I want to share three questions I borrowed from David Marquet and challenge you to spend time reflecting on these questions in relation to the team or group you lead. David Marquet is a retired Captain from the US Navy and the author of Turn the Ship Around! A True Story of Turning Followers Into Leaders, which has been on my recommended reading list since I first read it a number of years ago. If you have participated in a Dare to Be Great workshop you have heard me talk about David Marquet.
The three questions are:
- Are your people trying to achieve excellence, or just trying to avoid mistakes?
- Has your organization become action averse to avoid errors?
- Do you spend more time discussing errors that celebrating successes?
Are your people trying to achieve excellence, or just trying to avoid mistakes?
Is there is a difference in the level of commitment, and productivity between people trying to achieve excellence and people trying to avoid mistakes? Is there is a difference in the level of service provided to the people who are your customers or clients? Absolutely there is. In fact, there is a huge difference.
Has your organization become action averse to avoid errors?
To err is human, however the best way for people to try and avoid error is to only do the bare minimum; do as little as possible to get through the day without screwing up and getting in trouble. Why do people in groups and organizations try to avoid mistakes and become action averse to avoid error? The number one answer is Fear. Fear of how the boss will react when someone makes a mistake or screws up. Fear of being ridiculed, demeaned, embarrassed in front of your peers or fear. Fear of being demoted or fired and not being able to provide for your family. Fear caused by toxic leadership.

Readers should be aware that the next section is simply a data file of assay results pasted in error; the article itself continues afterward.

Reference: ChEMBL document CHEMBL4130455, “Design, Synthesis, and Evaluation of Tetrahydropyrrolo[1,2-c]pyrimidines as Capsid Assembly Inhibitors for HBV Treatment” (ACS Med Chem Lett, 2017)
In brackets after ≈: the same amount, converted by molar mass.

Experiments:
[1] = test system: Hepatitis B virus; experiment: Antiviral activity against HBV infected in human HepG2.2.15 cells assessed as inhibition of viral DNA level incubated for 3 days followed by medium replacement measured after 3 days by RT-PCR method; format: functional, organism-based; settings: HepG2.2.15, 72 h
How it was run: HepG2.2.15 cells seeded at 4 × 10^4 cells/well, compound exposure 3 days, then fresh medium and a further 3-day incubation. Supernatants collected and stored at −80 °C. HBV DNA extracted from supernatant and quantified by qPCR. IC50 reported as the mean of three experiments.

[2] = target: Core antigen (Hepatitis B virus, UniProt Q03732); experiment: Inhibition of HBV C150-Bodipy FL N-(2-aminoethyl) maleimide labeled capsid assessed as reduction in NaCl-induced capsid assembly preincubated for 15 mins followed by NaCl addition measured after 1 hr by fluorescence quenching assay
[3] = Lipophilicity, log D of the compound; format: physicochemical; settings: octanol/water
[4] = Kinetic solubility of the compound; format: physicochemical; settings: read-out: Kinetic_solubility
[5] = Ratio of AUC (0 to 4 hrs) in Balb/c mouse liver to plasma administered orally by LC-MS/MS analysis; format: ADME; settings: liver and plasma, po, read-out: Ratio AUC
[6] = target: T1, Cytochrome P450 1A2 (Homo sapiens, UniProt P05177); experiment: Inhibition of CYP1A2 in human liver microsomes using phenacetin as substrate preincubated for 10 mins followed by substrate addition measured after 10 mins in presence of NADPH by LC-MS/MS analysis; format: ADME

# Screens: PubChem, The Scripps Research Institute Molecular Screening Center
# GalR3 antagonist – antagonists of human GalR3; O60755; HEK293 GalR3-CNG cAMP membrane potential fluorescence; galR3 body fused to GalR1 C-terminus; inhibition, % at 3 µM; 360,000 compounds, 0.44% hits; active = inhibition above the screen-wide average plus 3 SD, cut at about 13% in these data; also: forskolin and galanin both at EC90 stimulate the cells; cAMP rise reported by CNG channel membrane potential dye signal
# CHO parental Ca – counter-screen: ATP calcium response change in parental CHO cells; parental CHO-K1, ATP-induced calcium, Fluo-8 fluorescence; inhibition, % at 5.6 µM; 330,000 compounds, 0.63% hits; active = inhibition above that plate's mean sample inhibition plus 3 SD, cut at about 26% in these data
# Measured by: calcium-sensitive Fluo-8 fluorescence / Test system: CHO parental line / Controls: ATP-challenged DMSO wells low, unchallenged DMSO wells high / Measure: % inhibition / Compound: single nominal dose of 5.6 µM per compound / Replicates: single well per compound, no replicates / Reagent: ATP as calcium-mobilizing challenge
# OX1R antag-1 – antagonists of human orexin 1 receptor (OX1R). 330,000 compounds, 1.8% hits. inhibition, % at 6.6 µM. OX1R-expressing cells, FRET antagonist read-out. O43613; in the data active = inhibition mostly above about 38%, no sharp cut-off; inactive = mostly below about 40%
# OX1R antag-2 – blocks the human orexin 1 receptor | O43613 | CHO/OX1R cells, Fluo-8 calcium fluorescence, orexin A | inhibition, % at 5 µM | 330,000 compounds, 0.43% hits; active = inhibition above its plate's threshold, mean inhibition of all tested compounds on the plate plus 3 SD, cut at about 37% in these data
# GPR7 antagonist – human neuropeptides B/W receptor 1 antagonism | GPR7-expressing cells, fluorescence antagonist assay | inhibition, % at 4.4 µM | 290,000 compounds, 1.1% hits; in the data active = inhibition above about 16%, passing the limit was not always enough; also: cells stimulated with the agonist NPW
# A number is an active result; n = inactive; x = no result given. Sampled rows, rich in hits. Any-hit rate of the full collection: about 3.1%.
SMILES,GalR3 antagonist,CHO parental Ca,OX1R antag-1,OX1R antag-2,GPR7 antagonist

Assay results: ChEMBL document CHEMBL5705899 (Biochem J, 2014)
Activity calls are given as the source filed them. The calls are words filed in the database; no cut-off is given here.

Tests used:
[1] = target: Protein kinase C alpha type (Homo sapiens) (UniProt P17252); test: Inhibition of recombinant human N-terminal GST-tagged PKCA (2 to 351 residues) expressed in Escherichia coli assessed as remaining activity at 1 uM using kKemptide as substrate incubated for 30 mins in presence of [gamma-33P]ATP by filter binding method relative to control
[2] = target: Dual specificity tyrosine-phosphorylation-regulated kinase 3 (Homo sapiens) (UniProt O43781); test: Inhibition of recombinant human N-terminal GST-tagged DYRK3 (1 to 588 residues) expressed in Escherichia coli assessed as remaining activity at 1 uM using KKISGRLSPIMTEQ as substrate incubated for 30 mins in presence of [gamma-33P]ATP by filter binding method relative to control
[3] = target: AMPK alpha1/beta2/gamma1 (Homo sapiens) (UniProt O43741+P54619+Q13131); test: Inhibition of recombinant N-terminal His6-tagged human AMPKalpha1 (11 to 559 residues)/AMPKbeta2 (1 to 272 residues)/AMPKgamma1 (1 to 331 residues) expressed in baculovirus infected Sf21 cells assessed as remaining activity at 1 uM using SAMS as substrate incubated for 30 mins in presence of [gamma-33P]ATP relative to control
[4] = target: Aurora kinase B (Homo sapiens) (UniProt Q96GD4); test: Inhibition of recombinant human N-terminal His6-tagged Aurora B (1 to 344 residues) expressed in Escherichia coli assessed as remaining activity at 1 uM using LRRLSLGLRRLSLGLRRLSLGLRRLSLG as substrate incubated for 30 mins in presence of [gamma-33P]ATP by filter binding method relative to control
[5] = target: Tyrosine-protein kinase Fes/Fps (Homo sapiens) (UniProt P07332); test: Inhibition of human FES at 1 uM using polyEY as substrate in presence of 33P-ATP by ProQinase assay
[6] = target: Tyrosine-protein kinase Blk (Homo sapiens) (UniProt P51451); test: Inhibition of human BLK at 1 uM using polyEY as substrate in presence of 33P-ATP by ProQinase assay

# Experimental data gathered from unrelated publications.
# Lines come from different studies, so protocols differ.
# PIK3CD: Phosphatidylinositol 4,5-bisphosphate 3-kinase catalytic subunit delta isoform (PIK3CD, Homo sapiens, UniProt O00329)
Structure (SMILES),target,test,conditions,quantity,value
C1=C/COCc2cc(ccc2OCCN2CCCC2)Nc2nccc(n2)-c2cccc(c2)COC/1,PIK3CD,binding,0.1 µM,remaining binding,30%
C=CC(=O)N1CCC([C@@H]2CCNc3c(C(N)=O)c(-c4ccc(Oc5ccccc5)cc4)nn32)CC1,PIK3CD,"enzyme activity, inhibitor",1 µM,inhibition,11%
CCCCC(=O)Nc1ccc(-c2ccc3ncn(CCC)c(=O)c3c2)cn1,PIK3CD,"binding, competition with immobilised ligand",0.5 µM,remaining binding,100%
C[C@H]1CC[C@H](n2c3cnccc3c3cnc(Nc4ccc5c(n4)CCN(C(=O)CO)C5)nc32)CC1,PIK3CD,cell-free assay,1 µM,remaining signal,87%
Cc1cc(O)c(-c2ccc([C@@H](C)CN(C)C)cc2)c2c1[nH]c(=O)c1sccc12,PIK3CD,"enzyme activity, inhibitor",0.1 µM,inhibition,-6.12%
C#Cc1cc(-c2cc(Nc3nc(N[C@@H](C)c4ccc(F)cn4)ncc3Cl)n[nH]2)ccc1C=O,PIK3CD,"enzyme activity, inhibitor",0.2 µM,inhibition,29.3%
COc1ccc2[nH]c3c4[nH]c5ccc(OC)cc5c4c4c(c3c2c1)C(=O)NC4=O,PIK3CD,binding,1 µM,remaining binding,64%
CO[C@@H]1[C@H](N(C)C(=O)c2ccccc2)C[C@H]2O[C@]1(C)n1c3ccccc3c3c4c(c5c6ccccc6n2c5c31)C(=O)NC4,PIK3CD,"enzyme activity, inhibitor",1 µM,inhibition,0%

Do you spend more time discussing errors that celebrating successes?
How you answer this third question will likely provide insights into your answers to the first two questions. If you spend most of your time talking about mistakes, errors and the things people do wrong, then you will likely create a culture where people are trying to avoid mistakes and become action averse to avoid error and avoid the wrath of the boss.
If however, you have created a culture where people are committed to the pursuit of excellence and are striving to improve, understanding that in the striving sometimes they will make mistakes and experience failure, then people will be willing to take action in the pursuit of excellence. If you have created a culture of Psychological Safety, then people will be willing to ask questions, offer suggestions on how things could be improved, ask for help and come forward when they do make a mistake. In this culture people see mistakes and error as an opportunity to reflect on, discuss and dissect the error in order learn and grow from the experience.
I encourage you to spend some time observing your team and reflecting on those three questions. If possible, find a way to have the people you lead provide honest feedback on how they would answer those questions. If people are unwilling to provide honest feedback in response to those questions then you have your answer and you need to take action to change the culture of fear.
Remember that leadership is a choice and a journey and it starts with you. Choose well, keep learning and enjoy the journey. Register Now for the Dare to Be Great: Strategies for Creating a Culture of Leading online workshop.